Kronick unsuccessfully motioned for this to go to the finance subcommittee.

The Police Department also received funding in the amount of $10,000 for a jiu-jitsu program from the Massachusetts Interlocal Insurance Association, which supports risk management initiatives. Jiu-jitsu is a Japanese form of martial arts that involves unarmed combat and physical training.

For the Fire Department, a grant for about $20,000 was accepted from the Massachusetts Office of Public Safety and Security for the Firefighter Safety Equipment Grant Program. The program provides fire departments with the personal protective and safety equipment needed to be in compliance with the National Fire Protection Agency and with the Occupational Safety and Health Administration standards.

The panel also heard one councilor's grievances with bike lanes and other traffic changes that have been made to city streets.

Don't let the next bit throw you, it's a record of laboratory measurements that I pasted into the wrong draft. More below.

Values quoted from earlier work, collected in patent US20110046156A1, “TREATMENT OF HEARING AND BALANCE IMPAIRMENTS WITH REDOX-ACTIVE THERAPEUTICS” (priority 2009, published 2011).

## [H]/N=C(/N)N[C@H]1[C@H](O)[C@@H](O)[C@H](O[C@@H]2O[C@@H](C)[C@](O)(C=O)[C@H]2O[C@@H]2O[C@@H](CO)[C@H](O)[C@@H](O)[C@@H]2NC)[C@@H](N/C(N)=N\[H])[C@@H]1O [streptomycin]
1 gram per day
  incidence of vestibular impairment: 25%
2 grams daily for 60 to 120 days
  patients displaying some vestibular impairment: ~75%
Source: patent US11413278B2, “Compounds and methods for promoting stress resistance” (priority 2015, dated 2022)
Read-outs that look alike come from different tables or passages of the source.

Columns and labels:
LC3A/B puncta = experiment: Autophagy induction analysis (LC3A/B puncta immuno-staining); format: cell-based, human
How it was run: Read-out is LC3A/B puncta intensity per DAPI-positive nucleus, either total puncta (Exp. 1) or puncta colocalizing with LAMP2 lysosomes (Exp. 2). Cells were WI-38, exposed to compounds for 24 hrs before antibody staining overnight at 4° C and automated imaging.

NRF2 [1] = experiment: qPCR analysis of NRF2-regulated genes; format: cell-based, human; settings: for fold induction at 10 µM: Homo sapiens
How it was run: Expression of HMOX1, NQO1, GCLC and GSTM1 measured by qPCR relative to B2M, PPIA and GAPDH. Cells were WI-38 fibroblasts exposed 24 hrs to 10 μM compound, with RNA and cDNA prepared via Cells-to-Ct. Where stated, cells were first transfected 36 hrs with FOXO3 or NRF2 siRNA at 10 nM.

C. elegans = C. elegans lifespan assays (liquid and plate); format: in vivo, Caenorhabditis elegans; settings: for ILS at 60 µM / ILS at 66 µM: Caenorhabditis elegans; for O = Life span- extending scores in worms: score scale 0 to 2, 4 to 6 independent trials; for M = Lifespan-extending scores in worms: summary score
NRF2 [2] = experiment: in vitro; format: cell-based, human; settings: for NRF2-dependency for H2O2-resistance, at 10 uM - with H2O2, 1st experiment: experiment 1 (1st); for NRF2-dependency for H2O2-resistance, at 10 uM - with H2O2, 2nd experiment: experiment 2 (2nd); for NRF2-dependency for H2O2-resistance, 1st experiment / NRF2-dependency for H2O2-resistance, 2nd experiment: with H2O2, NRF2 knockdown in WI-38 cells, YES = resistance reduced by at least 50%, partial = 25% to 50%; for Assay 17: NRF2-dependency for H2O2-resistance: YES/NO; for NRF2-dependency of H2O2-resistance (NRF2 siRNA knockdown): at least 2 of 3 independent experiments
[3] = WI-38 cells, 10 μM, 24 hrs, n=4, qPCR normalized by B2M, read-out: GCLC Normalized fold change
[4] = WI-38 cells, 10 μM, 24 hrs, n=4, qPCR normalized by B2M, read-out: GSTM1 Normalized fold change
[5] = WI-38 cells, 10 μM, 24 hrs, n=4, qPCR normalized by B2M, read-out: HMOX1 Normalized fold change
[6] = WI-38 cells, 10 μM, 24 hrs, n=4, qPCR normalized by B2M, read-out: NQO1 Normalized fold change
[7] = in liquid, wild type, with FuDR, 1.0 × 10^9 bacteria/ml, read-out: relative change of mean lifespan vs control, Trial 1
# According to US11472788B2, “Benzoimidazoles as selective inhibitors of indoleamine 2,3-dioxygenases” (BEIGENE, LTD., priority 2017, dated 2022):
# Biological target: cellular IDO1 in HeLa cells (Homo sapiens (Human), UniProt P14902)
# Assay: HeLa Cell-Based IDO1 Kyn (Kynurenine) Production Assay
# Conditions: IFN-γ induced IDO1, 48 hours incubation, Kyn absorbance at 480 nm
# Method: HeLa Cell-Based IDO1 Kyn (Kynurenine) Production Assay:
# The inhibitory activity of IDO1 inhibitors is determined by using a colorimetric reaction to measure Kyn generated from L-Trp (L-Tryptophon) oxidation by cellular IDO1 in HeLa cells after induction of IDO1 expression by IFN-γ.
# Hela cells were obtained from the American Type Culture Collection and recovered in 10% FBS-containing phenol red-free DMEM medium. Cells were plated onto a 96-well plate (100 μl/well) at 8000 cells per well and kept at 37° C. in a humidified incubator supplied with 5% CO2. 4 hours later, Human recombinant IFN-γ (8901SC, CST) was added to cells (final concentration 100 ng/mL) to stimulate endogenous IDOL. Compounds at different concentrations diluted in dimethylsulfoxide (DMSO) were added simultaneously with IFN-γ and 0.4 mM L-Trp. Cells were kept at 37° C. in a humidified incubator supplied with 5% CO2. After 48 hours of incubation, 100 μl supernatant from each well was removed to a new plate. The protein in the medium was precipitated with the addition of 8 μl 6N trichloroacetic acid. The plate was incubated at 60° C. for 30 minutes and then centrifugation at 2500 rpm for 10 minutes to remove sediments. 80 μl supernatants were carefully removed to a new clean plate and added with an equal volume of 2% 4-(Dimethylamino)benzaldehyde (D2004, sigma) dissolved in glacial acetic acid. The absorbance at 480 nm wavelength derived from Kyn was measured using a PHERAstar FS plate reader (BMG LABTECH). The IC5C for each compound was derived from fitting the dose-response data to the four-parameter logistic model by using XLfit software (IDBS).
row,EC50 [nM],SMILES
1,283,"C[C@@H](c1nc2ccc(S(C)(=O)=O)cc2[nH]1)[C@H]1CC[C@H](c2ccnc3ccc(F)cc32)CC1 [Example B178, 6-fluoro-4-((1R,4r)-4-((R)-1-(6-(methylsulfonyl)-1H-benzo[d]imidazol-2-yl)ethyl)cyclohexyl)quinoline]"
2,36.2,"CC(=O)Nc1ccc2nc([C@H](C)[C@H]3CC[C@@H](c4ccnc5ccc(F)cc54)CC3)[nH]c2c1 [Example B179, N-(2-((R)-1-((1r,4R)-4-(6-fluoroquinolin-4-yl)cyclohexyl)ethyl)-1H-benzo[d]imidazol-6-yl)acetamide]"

This petition from Ward 7 Councilor Anthony Maffuccio was referred to City Solicitor Stephen Pagnotta.

In his petition, Maffucio wrote that he wanted North Street returned to the way it was before bike lanes were installed in 2020 and the street was made one way.  

He also called for the Commissioner of Public Utilities Ricardo Morales to "stop making traffic flow changes within the city without the approval of the City Council and Traffic Commission."

Maffuccio said he feels the commissioner has overstepped his boundaries and originally asked that the portion about Morales be referred to an outside legal counsel.

President Peter Marchetti pointed out that the council does not have the budget for an outside legal firm and suggested that Maffuccio refer his petition to Pagnotta.